The Last House Vote Is Just the Beginning of Reconciliation

Nancy Pelosi pulled it off: she got 219 House Democrats to pass the Senate's health-care-reform bill and, with the stroke of President Obama's pen, health care-reform will move from bill to law.

Except, not quite. While the House vote is a giant step forward—without it, health-care reform would be dead—it is by no means the last vote. The Senate still has one more task ahead of it: passing the reconciliation sidecar that the House also passed tonight with 220 votes. Without it, the Senate bill—the one that they passed eons ago in December—would remain the law of the land.

Without the reconciliation sidecar, you have a markedly different piece of legislation, particularly in terms of affordability. The sidecar has a number of really significant changes to the Senate bill that put the bill somewhere in between the two bodies' proposals. It's a bill that has a smaller price tag than the Senate bill—$875 billion over 10 years, compared with $940 billion from the Senate—but provides stronger subsidies to lower incomes. How exactly do you get more subsidies from fewer funds? You have Americans chipping in more: the reconciled version of health care would add a new 3.8 percent tax on unearned income (things like interest, dividends, and royalties) as well as up the Medicare tax for families making more than $250,000 (and individuals with incomes of more than $200,000).

This tax also allowed Obama to scale back another, more controversial source of health-care funding: the so-called Cadillac Tax. He turned it into more of a Maserati tax, upping the threshold for taxable, individual plans from $8,500 to $10,200 and pushing back implementation to 2018. In the bill the House just deemed into law, the tax would start at $8,500 and begin in 2013. The excise tax had been a sticking point for unions throughout the debate.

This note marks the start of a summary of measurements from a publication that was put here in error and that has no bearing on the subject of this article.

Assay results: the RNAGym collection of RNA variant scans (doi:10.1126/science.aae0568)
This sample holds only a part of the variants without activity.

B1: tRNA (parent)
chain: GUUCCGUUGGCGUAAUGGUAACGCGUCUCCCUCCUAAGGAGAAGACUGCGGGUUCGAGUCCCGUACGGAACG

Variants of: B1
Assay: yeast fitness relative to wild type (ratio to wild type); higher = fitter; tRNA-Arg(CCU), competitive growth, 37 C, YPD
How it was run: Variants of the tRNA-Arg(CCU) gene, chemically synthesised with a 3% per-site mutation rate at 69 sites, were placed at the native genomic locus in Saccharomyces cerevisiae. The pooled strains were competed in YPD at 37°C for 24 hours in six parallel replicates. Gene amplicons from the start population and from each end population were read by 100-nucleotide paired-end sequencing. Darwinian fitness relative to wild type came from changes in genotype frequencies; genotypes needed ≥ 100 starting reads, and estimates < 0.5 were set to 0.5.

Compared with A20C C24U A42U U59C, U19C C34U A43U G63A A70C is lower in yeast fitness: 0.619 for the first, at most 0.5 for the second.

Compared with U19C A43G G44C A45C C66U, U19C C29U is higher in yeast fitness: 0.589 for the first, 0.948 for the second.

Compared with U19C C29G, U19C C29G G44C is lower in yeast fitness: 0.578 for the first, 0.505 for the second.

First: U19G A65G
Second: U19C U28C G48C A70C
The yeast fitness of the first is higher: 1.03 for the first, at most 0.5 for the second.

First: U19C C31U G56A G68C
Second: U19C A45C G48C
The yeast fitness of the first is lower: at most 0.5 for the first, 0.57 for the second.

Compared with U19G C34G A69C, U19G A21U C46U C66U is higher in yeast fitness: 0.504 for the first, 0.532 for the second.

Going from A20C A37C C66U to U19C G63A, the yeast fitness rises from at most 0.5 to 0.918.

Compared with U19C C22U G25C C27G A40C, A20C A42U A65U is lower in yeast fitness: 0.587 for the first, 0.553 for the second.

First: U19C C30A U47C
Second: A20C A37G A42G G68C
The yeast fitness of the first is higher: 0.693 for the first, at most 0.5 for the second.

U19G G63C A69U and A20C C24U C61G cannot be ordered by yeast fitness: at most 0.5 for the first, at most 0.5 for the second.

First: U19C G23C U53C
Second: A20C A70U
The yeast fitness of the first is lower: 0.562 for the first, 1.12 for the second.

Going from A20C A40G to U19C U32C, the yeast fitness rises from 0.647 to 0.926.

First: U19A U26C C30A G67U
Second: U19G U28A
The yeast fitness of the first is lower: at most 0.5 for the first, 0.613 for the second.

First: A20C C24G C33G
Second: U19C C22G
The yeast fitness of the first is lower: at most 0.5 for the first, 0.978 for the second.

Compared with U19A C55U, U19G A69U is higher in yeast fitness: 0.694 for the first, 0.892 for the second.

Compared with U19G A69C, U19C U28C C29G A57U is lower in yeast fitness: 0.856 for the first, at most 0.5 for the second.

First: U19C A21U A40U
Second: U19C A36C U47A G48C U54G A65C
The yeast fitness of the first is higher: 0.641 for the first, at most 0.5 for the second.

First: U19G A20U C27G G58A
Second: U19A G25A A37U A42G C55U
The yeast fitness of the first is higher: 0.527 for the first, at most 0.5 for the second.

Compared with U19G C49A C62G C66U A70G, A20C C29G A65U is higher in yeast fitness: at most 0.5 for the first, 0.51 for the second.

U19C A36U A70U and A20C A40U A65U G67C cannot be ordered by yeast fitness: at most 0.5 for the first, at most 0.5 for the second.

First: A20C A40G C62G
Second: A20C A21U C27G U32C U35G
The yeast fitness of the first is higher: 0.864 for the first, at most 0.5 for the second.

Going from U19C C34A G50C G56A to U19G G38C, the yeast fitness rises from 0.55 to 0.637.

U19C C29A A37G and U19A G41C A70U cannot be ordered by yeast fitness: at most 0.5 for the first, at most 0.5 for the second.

The reconciled bill has stronger subsidies to the Senate bill. One of the biggest gripes about the Senate bill, particularly from more liberal members of Congress, was that it didn't go far enough to make health care affordable. A family of four at 150 percent of the federal poverty of line (about $33,000) could potentially be on the hook for up to 10 percent of their income just to pay for premiums alone. Writing on the Senate bill back in November, January Angeles and Judith Solomon note, "Modifications are needed at some point as the legislation moves forward to ensure that near-poor families and individuals do not face insurance premiums and cost-sharing charges that many of them could have difficulty affording." The reconciliation bill is that modification.

The Senate Democrats have made an implicit agreement to pass the reconciliation sidecar. Earlier this weekend, Sen. Harry Reid reassured House Democrats that he has the 51 votes necessary to do so (he would not, however, provide the names of those 51 senators). But it's not as simple as rounding up the votes and taking to the floor. The Republicans have the opportunity to raise objections to anything that they believe could be in violation of the Byrd Rule. Named for West Virginia Sen. Robert Byrd, the rule stipulates that legislative changes made under reconciliation are strictly budgetary (why, incidentally, Stupak has tried to introduce his stricter abortion language through an entirely different legislative vehicle). House Democrats say they scrubbed the reconciliation sidecar for any possible violations, but Republicans aren't so certain: they're scouring the bill for any potential violations. And if they find one, and the Senate parliamentarian agrees, the bill gets sent back to the House for another vote, delaying an already drawn-out vote.

In other words, there are still a whole lot of opportunities for Republicans to shape the future health-care-reform bill, attempt to make it more like the Senate-passed bill than the reconciled version that both houses of Congress have agreed to. When the Republican leadership asked for the opportunity to have input though, I've got to doubt that this is what he had in mind.